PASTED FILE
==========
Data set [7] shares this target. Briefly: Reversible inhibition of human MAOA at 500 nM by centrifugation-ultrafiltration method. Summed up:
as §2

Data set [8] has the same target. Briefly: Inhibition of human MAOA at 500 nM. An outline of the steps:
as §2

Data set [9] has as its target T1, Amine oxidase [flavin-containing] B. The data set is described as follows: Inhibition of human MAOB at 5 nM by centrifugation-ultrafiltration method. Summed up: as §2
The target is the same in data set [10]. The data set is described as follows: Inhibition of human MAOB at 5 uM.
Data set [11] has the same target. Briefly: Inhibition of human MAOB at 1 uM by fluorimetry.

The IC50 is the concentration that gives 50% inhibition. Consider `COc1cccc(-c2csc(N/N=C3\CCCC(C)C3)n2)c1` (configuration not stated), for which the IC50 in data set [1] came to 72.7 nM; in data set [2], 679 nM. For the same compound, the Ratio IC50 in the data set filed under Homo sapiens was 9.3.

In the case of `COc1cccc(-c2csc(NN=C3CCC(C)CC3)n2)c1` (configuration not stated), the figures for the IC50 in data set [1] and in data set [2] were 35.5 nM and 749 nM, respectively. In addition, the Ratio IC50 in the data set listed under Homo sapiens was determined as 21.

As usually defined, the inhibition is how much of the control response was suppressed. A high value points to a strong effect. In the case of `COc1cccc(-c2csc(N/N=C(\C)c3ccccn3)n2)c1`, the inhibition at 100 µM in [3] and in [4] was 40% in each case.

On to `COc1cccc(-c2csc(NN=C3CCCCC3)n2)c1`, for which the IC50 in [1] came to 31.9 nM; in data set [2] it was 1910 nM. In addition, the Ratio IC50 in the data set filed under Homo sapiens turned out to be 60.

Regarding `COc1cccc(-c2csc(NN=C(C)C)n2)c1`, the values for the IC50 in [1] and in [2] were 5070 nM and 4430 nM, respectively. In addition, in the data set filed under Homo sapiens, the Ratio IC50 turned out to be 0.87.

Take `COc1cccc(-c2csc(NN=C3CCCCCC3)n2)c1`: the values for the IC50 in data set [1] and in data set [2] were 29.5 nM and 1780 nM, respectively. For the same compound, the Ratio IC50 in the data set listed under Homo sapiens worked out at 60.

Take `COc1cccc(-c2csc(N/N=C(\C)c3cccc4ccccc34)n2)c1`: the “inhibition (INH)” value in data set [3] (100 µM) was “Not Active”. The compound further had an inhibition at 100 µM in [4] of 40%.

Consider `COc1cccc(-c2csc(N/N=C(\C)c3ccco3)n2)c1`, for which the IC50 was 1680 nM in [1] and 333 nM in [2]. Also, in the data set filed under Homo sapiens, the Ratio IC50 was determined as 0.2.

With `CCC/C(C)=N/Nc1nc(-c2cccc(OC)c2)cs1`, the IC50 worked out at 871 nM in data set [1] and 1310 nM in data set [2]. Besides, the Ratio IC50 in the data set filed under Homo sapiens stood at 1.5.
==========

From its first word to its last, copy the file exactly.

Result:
Data set [7] shares this target. Briefly: Reversible inhibition of human MAOA at 500 nM by centrifugation-ultrafiltration method. Summed up:
as §2

Data set [8] has the same target. Briefly: Inhibition of human MAOA at 500 nM. An outline of the steps:
as §2

Data set [9] has as its target T1, Amine oxidase [flavin-containing] B. The data set is described as follows: Inhibition of human MAOB at 5 nM by centrifugation-ultrafiltration method. Summed up: as §2
The target is the same in data set [10]. The data set is described as follows: Inhibition of human MAOB at 5 uM.
Data set [11] has the same target. Briefly: Inhibition of human MAOB at 1 uM by fluorimetry.

The IC50 is the concentration that gives 50% inhibition. Consider `COc1cccc(-c2csc(N/N=C3\CCCC(C)C3)n2)c1` (configuration not stated), for which the IC50 in data set [1] came to 72.7 nM; in data set [2], 679 nM. For the same compound, the Ratio IC50 in the data set filed under Homo sapiens was 9.3.

In the case of `COc1cccc(-c2csc(NN=C3CCC(C)CC3)n2)c1` (configuration not stated), the figures for the IC50 in data set [1] and in data set [2] were 35.5 nM and 749 nM, respectively. In addition, the Ratio IC50 in the data set listed under Homo sapiens was determined as 21.

As usually defined, the inhibition is how much of the control response was suppressed. A high value points to a strong effect. In the case of `COc1cccc(-c2csc(N/N=C(\C)c3ccccn3)n2)c1`, the inhibition at 100 µM in [3] and in [4] was 40% in each case.

On to `COc1cccc(-c2csc(NN=C3CCCCC3)n2)c1`, for which the IC50 in [1] came to 31.9 nM; in data set [2] it was 1910 nM. In addition, the Ratio IC50 in the data set filed under Homo sapiens turned out to be 60.

Regarding `COc1cccc(-c2csc(NN=C(C)C)n2)c1`, the values for the IC50 in [1] and in [2] were 5070 nM and 4430 nM, respectively. In addition, in the data set filed under Homo sapiens, the Ratio IC50 turned out to be 0.87.

Take `COc1cccc(-c2csc(NN=C3CCCCCC3)n2)c1`: the values for the IC50 in data set [1] and in data set [2] were 29.5 nM and 1780 nM, respectively. For the same compound, the Ratio IC50 in the data set listed under Homo sapiens worked out at 60.

Take `COc1cccc(-c2csc(N/N=C(\C)c3cccc4ccccc34)n2)c1`: the “inhibition (INH)” value in data set [3] (100 µM) was “Not Active”. The compound further had an inhibition at 100 µM in [4] of 40%.

Consider `COc1cccc(-c2csc(N/N=C(\C)c3ccco3)n2)c1`, for which the IC50 was 1680 nM in [1] and 333 nM in [2]. Also, in the data set filed under Homo sapiens, the Ratio IC50 was determined as 0.2.

With `CCC/C(C)=N/Nc1nc(-c2cccc(OC)c2)cs1`, the IC50 worked out at 871 nM in data set [1] and 1310 nM in data set [2]. Besides, the Ratio IC50 in the data set filed under Homo sapiens stood at 1.5.